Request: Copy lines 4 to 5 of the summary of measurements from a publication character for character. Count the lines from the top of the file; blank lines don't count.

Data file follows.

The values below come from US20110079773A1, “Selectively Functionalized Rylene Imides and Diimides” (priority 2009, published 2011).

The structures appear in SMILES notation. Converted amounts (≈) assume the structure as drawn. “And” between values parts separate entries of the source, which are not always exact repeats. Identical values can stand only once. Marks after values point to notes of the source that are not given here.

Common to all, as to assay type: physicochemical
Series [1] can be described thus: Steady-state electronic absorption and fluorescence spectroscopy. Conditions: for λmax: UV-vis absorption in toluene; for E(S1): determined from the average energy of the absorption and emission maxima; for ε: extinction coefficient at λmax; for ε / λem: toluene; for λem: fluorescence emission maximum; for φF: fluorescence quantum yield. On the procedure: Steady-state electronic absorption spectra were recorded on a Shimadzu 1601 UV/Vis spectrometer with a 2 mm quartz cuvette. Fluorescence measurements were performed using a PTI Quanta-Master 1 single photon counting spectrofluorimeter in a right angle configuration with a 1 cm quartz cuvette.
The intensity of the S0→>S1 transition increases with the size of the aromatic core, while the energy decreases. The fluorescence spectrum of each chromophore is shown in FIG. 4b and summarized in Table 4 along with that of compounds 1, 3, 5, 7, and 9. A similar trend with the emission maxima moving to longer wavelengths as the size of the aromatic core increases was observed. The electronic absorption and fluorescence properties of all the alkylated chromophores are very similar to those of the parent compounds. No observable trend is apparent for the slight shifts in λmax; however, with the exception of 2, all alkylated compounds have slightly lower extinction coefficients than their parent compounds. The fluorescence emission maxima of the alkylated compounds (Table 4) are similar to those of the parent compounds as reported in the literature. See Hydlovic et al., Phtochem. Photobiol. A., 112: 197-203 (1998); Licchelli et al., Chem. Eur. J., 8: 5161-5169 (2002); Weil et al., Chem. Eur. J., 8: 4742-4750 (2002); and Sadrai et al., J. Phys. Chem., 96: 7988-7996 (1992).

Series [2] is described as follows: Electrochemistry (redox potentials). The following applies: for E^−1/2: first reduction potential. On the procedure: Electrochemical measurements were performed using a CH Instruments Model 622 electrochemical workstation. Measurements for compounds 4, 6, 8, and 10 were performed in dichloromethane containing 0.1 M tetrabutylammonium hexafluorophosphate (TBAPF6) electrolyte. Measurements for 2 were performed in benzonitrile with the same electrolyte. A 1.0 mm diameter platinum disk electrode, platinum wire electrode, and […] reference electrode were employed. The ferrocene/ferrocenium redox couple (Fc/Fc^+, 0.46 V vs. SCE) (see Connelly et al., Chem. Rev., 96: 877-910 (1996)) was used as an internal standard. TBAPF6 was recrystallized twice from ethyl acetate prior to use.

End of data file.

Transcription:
Series [1] can be described thus: Steady-state electronic absorption and fluorescence spectroscopy. Conditions: for λmax: UV-vis absorption in toluene; for E(S1): determined from the average energy of the absorption and emission maxima; for ε: extinction coefficient at λmax; for ε / λem: toluene; for λem: fluorescence emission maximum; for φF: fluorescence quantum yield. On the procedure: Steady-state electronic absorption spectra were recorded on a Shimadzu 1601 UV/Vis spectrometer with a 2 mm quartz cuvette. Fluorescence measurements were performed using a PTI Quanta-Master 1 single photon counting spectrofluorimeter in a right angle configuration with a 1 cm quartz cuvette.
The intensity of the S0→>S1 transition increases with the size of the aromatic core, while the energy decreases. The fluorescence spectrum of each chromophore is shown in FIG. 4b and summarized in Table 4 along with that of compounds 1, 3, 5, 7, and 9. A similar trend with the emission maxima moving to longer wavelengths as the size of the aromatic core increases was observed. The electronic absorption and fluorescence properties of all the alkylated chromophores are very similar to those of the parent compounds. No observable trend is apparent for the slight shifts in λmax; however, with the exception of 2, all alkylated compounds have slightly lower extinction coefficients than their parent compounds. The fluorescence emission maxima of the alkylated compounds (Table 4) are similar to those of the parent compounds as reported in the literature. See Hydlovic et al., Phtochem. Photobiol. A., 112: 197-203 (1998); Licchelli et al., Chem. Eur. J., 8: 5161-5169 (2002); Weil et al., Chem. Eur. J., 8: 4742-4750 (2002); and Sadrai et al., J. Phys. Chem., 96: 7988-7996 (1992).